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The First Atomic Bomb

On July 16, 1251, Our Lady of Mount Carmel appeared to St. Simon Stock and gave him the brown scapular, a symbol of protection and a sign of trust in God. On July 16, 1858, in the final apparition at Lourdes, Mary appeared as Our Lady of Mount Carmel. On July 16, 1945, the first atomic bomb, code named Trinity was detonated at White Sands Missile Site in New Mexico.

On August 6 and 9, 1945, the second and third atomic weapons were detonated over Hiroshima and Nagasaki, Japan, killing half a million people. Twenty-five years ago, at the fiftieth anniversary of the bombings, The Smithsonian Institute in Washington, D.C. had an exhibit about it, with a replica of the Enola Gay, the plane that dropped the first bomb. Public outrage at showing photographs of the victims of the bombings was so great that they were removed from the exhibit. The curator of the museum resigned in protest. Seventy-five years later we still refused to look at what we did.

If we cannot admit the evil of the bomb, then we certainly cannot repent of the sin. In 1988, Fr. Richard McSorley stated: “Our intent to use nuclear bombs on people is the tap root of violence in our society. Unless and until we repent, there is no hope of any broad scale improvement in public morality.”

Every year since 1990, a small group of people have gathered just outside the original Trinity Test Site in the desert of New Mexico. From sunset on the 15th of July through sunset on the 16th, they keep vigil in prayer in repentance for the bombing and in petition for protection from nuclear weapons.

On land rented from the Bureau of Land Management, tents are set up, port-a-johns rented, chairs carried in from town, and a table becomes an altar. Eucharist begins the vigil. At the foot of a multi-billion dollar industry in weapons on the mountains of White Sands Army Base, a handful of people sing and pray and keep vigil through the night and the next day. Desert winds and heavy rains at night often destroy the tents; heat consumes strength during the day.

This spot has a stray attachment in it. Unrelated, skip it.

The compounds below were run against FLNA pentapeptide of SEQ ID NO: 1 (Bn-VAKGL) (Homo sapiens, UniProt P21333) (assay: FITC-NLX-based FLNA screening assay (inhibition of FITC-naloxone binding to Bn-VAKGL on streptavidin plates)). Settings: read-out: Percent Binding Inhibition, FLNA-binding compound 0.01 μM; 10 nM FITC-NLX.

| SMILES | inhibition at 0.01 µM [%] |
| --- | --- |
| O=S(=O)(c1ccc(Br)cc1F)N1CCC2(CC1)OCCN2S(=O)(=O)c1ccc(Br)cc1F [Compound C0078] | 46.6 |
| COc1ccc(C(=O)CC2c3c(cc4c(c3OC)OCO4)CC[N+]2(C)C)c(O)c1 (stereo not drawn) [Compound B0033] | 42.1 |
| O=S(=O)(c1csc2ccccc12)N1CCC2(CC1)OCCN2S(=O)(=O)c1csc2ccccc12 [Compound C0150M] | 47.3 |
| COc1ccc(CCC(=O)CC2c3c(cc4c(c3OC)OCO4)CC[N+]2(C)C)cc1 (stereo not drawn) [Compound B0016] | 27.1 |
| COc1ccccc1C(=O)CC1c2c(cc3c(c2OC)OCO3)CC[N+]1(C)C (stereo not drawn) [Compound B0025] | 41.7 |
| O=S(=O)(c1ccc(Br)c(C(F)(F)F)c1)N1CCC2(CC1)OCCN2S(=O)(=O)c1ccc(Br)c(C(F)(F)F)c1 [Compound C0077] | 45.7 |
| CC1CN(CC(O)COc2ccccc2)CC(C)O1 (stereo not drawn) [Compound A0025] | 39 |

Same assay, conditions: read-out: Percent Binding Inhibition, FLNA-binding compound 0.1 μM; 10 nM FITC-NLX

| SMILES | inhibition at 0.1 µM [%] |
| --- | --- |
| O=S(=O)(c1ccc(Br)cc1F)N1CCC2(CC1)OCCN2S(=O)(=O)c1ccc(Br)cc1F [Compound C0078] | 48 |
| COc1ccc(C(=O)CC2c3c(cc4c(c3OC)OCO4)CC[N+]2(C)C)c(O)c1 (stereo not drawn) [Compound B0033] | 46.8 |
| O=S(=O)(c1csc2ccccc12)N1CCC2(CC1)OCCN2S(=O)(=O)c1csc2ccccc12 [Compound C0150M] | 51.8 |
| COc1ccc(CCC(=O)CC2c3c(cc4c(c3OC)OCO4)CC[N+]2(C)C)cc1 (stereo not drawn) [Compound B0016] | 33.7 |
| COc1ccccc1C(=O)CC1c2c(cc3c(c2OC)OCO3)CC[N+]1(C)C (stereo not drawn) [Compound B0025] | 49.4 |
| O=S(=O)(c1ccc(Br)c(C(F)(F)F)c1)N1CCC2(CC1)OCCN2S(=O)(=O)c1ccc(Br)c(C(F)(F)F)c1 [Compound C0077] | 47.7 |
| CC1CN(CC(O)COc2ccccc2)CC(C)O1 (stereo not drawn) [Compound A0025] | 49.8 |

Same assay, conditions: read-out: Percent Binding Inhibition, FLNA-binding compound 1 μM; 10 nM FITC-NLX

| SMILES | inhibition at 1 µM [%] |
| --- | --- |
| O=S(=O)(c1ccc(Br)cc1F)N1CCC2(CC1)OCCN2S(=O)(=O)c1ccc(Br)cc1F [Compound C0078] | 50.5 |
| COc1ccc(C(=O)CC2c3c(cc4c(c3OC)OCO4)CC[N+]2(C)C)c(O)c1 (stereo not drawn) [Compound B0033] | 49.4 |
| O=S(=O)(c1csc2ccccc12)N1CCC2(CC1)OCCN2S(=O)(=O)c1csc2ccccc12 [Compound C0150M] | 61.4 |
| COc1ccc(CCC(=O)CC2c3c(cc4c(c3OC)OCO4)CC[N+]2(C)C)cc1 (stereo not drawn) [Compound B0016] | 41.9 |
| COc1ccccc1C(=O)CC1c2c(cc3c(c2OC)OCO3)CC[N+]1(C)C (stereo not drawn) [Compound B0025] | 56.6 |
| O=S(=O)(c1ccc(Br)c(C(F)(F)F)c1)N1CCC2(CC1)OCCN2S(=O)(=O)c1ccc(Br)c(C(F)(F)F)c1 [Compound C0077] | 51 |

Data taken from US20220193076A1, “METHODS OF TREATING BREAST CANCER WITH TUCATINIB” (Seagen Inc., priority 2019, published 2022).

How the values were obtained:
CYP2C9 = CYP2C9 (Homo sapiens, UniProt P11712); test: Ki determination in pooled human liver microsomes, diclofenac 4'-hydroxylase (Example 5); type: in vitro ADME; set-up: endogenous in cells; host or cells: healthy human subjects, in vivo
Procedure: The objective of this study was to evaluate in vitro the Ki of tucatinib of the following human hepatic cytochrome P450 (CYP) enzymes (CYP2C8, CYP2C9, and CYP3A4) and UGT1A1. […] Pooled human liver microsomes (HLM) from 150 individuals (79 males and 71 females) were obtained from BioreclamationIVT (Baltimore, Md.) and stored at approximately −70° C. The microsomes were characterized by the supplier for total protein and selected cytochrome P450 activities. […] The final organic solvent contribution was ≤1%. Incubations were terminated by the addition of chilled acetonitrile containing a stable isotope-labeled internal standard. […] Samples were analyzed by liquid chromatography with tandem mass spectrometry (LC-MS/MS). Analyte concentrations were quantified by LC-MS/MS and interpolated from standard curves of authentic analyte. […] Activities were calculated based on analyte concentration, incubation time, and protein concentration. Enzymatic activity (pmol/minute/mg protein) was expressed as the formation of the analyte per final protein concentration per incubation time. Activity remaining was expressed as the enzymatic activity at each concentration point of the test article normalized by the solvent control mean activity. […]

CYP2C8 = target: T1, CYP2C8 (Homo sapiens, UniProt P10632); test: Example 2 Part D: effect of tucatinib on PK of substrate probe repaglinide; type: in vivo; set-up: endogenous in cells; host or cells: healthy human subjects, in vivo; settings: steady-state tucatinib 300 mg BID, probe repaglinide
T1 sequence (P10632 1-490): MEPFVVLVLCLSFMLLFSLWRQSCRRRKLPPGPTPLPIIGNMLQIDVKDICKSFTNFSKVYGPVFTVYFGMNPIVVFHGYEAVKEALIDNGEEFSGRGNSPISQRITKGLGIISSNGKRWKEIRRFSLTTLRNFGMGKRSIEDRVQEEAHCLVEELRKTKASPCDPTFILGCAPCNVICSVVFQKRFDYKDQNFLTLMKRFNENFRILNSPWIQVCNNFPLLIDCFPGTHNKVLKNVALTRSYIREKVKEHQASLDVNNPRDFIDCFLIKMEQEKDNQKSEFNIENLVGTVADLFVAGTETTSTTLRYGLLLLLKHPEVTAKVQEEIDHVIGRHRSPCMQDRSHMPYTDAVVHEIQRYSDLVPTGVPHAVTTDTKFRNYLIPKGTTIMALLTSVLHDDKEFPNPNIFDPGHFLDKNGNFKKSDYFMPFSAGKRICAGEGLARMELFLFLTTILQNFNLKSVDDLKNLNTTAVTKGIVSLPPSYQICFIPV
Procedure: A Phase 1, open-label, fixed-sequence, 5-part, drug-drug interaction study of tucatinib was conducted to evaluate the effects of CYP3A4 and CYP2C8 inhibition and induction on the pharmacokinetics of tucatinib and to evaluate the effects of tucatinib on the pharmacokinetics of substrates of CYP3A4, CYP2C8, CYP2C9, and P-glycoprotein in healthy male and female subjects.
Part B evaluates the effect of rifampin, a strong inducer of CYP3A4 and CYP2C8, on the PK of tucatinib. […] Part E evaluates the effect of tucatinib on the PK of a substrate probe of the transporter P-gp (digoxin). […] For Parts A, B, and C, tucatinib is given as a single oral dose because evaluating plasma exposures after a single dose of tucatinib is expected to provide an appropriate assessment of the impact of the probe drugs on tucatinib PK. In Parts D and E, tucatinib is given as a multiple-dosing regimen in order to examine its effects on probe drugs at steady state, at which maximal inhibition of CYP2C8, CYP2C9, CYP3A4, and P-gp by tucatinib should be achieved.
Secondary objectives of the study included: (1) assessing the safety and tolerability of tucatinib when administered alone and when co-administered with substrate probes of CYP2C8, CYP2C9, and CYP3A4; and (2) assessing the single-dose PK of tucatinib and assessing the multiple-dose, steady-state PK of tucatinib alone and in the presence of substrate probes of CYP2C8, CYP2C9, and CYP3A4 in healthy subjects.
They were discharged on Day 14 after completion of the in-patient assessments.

Just before dawn on the 16th, at 5:25 A.M., silence, song and tears mark the exact time of detonation. Refusing to believe that faith and love are powerless over hate and weapons, the way of the cross is made at stations surrounding the prayer tent. The vigil continues into day as the sun bakes the desert. Hour after hour people kneel or sit in the presence of the Blessed Sacrament, exposed on the altar for the 24 hours. Rosaries can be heard but the silence is even louder in the barren landscape.

Just before sunset the final Liturgy begins. Eucharist is the nonviolent prayer of the nonviolent Jesus. It is Jesus choosing to be victim so as to be victorious. His way is not the American way, nor the way of the world; but it is supposed to be the way of the Christian. Trinity is not merely a code name; it is a sacred word of a Father who embraces all, of a Son who loves all and of a Spirit who is the breath of life for all. We abide in their passionate union with each other. It is who we are. It is why we are in a desert of destruction praying for new life. We are there in the name of the Father and of the Son and of the Holy Spirit.

Article first published by the Rhode Island Catholic